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McConnell commits to holding Senate vote on criminal justice reform this month

In a tweet over the weekend, Trump encouraged McConnell to bring a bill to the floor. "Go for it Mitch!" he wrote.
Senator Mitch McConnell speaks to the media on Capitol Hill on Nov. 27, 2018.
Senate Majority Leader Mitch McConnell of Kentucky speaks to the media after a Republican policy luncheon on Nov. 27, 2018, on Capitol Hill.Jacquelyn Martin / AP file

WASHINGTON — In a surprising move, Senate Majority Leader Mitch McConnell on Tuesday announced plans to bring a criminal justice reform bill to the Senate floor this month for a vote.

“At the request of the president and following improvements to the legislation that have been secured by several members, the Senate will take up the recently revised criminal justice bill this month," McConnell, a Kentucky Republican, said in remarks on the Senate floor. "I intend to turn to the new text as early as the end of this week."

This comes a day after the junior GOP senator from Kentucky, Rand Paul, called on McConnell to hold a vote on the legislation and urged people to put public pressure on the majority leader.

"I will tell you that we need the help of one person," Paul said. "The one person who had the power to allow this vote — and I'm not saying he's stopping it — but there is one person. He's from Louisville, he's fairly well known and he has the power to allow or disallow this vote.

"There's no reason we shouldn't vote. So I would say if you're in Louisville, call and say, 'Senator McConnell, all we want is a vote'. It will pass overwhelmingly."

Lawmakers have been working on overhauling the criminal justice system for the first two years of President Donald Trump's administration in coordination with White House officials. A bill called "The First Step Act" has the best chance of passing; it currently has 31 co-sponsors in the Senate, both Democrats and Republicans. The House version of the bill passed with overwhelming support in May.

"As a reminder, Speaker Ryan has said the House will be ready to act on the revised CJR bill," AshLee Strong, spokesman for House Speaker Paul Ryan, R-Wisc., said on Twitter Tuesday.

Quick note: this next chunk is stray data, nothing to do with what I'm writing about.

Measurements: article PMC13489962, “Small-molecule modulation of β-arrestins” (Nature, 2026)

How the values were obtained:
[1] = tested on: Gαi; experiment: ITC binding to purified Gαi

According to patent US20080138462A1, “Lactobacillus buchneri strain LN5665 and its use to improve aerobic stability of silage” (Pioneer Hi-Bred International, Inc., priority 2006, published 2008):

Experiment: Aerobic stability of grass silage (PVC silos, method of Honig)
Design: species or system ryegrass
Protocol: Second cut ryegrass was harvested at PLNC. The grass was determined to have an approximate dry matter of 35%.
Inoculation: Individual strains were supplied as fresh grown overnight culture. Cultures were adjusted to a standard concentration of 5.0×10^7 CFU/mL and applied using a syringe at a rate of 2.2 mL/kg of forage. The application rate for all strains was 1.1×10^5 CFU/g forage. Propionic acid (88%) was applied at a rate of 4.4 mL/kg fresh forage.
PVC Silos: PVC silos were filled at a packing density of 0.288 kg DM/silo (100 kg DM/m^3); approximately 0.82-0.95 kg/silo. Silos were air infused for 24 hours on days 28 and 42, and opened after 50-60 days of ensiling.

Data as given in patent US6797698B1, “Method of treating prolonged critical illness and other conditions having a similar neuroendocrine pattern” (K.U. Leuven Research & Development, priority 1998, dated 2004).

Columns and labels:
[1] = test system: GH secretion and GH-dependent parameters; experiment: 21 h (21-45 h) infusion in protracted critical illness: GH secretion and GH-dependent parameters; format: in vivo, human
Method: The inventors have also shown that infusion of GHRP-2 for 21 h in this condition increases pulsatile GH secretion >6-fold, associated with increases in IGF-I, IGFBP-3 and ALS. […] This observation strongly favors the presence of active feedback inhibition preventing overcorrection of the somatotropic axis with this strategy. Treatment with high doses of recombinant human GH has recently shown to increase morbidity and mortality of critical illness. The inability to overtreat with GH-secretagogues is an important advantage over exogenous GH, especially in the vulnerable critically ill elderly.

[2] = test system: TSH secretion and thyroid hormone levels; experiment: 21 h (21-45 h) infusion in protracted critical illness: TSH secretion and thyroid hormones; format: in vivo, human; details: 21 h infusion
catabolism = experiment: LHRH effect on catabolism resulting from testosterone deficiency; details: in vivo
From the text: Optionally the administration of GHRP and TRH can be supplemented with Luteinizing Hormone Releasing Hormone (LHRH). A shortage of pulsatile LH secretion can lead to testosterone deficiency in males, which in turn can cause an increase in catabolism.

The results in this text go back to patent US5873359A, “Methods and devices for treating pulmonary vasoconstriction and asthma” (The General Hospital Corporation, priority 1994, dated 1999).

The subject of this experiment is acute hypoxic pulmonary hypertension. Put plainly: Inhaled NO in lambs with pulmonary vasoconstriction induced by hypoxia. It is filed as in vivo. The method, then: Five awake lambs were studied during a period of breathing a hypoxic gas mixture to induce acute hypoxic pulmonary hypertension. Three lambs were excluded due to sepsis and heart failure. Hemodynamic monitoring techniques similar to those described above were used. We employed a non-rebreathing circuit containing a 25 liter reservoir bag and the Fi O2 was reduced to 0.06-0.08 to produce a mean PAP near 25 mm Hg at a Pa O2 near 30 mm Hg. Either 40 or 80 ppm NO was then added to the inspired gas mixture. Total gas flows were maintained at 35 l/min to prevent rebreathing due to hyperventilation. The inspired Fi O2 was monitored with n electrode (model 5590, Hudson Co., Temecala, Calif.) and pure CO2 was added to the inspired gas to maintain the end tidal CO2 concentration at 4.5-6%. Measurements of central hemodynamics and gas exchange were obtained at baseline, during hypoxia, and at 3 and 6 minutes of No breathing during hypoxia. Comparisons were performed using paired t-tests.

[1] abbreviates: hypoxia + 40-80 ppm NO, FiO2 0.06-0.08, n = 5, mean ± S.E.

The legislation would implement the most sweeping set of reforms to the system since the 1990s by shortening some long prison sentences and improving conditions for people in prison, among other things.

Still, McConnell has been reluctant to bring up the bill even though he said before November's midterm elections that he would hold a vote if at least 60 senators supported the measure. McConnell was hesitant because his caucus was split on the original version of the proposal, which some Republicans saw as being lenient on some criminals, like drug traffickers.

It gained fierce opposition from Sen. Tom Cotton, R-Ark., who was actively urging other members to join him in opposition.

Cotton made it clear Tuesday that he's still opposed to the version that will receive a vote, telling NBC News, "I don't think the Senate should vote to let carjackers and bank robbers out of prison. Maybe other senators do, that's their prerogative. But I'll have a lot of amendments to offer."

McConnell said that changes in the bill, which had to do with sentencing leniency, is a reason why he’s bringing it to the floor. Because of those changes, a number of GOP senators announced their support, including Sen. David Perdue of Georgia.

Sen. Chuck Grassley, R-Iowa, told reporters Tuesday that about a third of the Senate supports the bill.

"I think that what we brought up is, we've done everything that people have asked us to to get support for this bill," Grassley said. "We increased the number of votes when McConnell asked me to have more than 60 votes six weeks ago. We've proceeded down that road to get more votes."

Trump tweeted over the weekend that he hopes McConnell will "go for it."

"It is extremely popular and has strong bipartisan support. It will also help a lot of people, save taxpayer dollars, and keep our communities safe. Go for it Mitch!" Trump said on Twitter.

McConnell also made clear in his remarks Tuesday that the Senate may have to stay in session between Christmas and New Year's, "as a result of this additional legislative business."

Congress has less than two weeks to address government funding and the president’s request for border wall money before next Friday's Dec. 21 deadline to avoid a shutdown.

House Republicans announced Tuesday that they are canceling the first two days in session next week, which means they only have five legislative days left to pass an appropriations package.